In your portal, save the published layer in a new map. Navigate to the Capacity Analysis configurable app, and Create a Web App using the new map. Configure the Left Panel and Right Panel maps to use the layers from each of the scenarios, then save and launch the app.

Configuring the Capacity Analysis app
Figure 4: Configuring the Capacity Analysis app

An example* of the Capacity Analysis app has been created using Florida COVID-19 hospitalization data by county, derived using the data shown in the Florida Department of Health dashboard from 04/03/20 and enhanced with hospital and ICU bed capacity data from Definitive Heathcare. In the absence of ventilator capacity data, ventilator numbers have been imputed as 1.7 times the number of ICU beds. The CHIME tool was run once with 29% social distancing and again with 50% social distancing, values that are guided by the low and medium intensity social distancing strategies from Imperial College research, following the Covid Act Now model. All other parameters used default values for demonstration purposes.

Evaluating policy options using the app

In this fictional scenario, we created a Capacity Analysis app for Florida counties* to show policy makers what level of social distancing is necessary in the state to reduce the burden on the hospital system. The first thing we notice when visualizing the results in the app (Figure 5) is a drastic difference in the peak hospital beds required in the 90 days modeled– from around 78,000 beds when social distancing is 29%, to 33,000 beds when social distancing is 50%. Critically, this means that the hospitalization capacity is exceeded with the 29% scenario, but not with the 50% scenario. We also see a significant lag in the peak in the 90 days modeled when 50% social distancing is applied – changing the peak from the start of June to the start of July.

Modeled hospital patients in Florida, from the example Capacity Analysis app
Figure 5: Modeled hospital patients in Florida, from the example Capacity Analysis app

Changing the Variable drop-down to ICU Patients, we notice that even with 50% social distancing, the ICU capacity is exceeded by May 31st(Figure 6). We can view the exact date by sliding the time slider – notice the indicator on the upper right corner of each map changes from grey to red once the capacity is exceeded.

Modeled ICU patients on May 31st in Florida, from the example Capacity Analysis app
Figure 6: Modeled ICU patients on May 31st in Florida, from the example Capacity Analysis app

As the slider moves, the symbology is updated to show the capacity on the current date. The Map Legend pop-out tells us that the color changes from grey to red with increasing hospital stress, and the size increases by number of patients above capacity. Clicking on a single county point on the map, for example Sumter county, we see data pertaining to the status of hospitalizations on the current date, plus information about the maximum number of patients on the worst day and the number of days the capacity is exceeded. The chart is also filtered to show the capacity and predicted demand only for this county (Figure 7).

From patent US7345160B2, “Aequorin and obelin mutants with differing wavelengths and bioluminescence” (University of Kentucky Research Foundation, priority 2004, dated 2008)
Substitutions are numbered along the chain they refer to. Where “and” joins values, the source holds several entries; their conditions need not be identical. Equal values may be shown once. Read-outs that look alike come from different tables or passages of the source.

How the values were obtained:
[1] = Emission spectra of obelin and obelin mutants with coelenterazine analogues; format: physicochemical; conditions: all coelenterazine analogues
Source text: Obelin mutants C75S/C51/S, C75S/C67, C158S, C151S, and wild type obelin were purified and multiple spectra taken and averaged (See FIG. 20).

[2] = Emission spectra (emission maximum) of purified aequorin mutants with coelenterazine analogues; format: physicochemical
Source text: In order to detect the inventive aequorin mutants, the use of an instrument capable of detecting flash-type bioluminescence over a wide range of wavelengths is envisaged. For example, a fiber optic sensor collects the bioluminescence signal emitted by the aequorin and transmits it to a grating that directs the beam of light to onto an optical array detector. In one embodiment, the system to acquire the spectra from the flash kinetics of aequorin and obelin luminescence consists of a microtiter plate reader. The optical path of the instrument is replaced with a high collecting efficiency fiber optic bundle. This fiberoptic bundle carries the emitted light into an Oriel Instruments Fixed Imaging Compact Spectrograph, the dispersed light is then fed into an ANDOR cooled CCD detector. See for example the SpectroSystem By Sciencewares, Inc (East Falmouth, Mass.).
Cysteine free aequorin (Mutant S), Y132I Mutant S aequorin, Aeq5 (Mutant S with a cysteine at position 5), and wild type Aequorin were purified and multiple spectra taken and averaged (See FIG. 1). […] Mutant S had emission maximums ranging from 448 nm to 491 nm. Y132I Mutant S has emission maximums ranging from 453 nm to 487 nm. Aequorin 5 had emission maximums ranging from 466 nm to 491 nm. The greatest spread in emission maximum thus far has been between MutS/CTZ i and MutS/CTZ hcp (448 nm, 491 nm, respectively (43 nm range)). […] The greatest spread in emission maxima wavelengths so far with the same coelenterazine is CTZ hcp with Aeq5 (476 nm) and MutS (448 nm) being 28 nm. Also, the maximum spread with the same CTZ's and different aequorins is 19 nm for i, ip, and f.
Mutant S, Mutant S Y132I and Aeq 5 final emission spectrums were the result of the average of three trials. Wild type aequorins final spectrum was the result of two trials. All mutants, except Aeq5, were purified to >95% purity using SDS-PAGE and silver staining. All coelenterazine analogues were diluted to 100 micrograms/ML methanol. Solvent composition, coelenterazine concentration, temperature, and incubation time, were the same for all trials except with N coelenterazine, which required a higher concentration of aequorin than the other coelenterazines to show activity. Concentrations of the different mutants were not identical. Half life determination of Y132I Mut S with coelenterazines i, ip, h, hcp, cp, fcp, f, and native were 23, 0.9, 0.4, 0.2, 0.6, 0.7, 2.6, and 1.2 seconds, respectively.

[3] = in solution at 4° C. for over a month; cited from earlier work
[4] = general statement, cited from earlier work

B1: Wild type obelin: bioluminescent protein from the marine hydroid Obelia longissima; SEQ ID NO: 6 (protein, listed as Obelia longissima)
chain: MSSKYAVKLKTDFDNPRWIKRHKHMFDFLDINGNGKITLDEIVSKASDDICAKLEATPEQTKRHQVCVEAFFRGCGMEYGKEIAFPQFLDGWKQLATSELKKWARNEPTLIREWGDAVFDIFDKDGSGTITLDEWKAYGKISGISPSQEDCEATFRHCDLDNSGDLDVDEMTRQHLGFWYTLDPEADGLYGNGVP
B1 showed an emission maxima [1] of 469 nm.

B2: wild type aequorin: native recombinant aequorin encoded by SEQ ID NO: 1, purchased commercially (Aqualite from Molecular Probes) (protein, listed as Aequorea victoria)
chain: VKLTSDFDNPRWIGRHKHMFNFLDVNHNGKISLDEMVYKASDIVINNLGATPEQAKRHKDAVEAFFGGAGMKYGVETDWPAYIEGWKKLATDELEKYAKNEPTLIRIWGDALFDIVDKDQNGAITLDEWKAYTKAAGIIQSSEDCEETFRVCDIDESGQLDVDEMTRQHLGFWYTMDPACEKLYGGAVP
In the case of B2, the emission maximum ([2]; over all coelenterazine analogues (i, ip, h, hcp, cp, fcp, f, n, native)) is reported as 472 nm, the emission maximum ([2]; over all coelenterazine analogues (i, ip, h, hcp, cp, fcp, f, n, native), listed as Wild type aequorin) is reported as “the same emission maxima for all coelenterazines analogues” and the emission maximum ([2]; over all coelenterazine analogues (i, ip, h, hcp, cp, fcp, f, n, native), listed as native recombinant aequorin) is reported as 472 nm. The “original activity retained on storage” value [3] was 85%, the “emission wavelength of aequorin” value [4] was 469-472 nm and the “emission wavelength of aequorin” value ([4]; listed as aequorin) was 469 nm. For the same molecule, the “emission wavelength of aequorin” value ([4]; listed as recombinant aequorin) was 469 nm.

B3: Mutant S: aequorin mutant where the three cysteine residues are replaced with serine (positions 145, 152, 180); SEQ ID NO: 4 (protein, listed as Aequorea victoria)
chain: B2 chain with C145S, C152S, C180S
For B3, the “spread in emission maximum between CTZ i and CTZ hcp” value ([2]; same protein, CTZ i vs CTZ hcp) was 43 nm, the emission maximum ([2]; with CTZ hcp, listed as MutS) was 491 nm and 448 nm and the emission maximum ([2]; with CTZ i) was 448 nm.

Modeled hospital patients in Sumter county, Florida, from the example Capacity Analysis app
Figure 7: Modeled hospital patients in Sumter county, Florida, from the example Capacity Analysis app

The results of the CHIME tool presented in the Capacity Analysis app have provided a convincing argument for policy makers in this fictional scenario – increasing social distancing measures from low to medium intensity in Florida could in many locations mean the difference between hospital, ICU and bed capacity being exceeded or not. Using this app as a method of visualization, analysts can more effectively communicate results to better inform policy making and resource planning.


Here are some resources you can use to learn more about the CHIME model and COVID-19 modeling:

*The Florida Capacity Analysis example app is for demonstration purposes only. These are NOT official models for the State of Florida.

About the authors

Lynne Buie is a Product Engineer on the Spatial Statistics team. She helps build spatial statistics tools and Data Engineering capabilities for ArcGIS Pro. She's passionate about using GIS to help make the world a better place.


Ankita Bakshi is a Senior Product Engineer on Spatial Statistics Team at Esri. With a background in environmental engineering and computer science, she is passionate about solving social, economic, and environmental problems with Spatial Analysis and Data Science. In her role, Ankita enjoys researching, finding solutions to build software, and loves creating video and written content to make the software tools more approachable and applicable to real world challenges. Outside of work Ankita enjoys going on hikes, painting landscapes, and dancing to Bollywood music.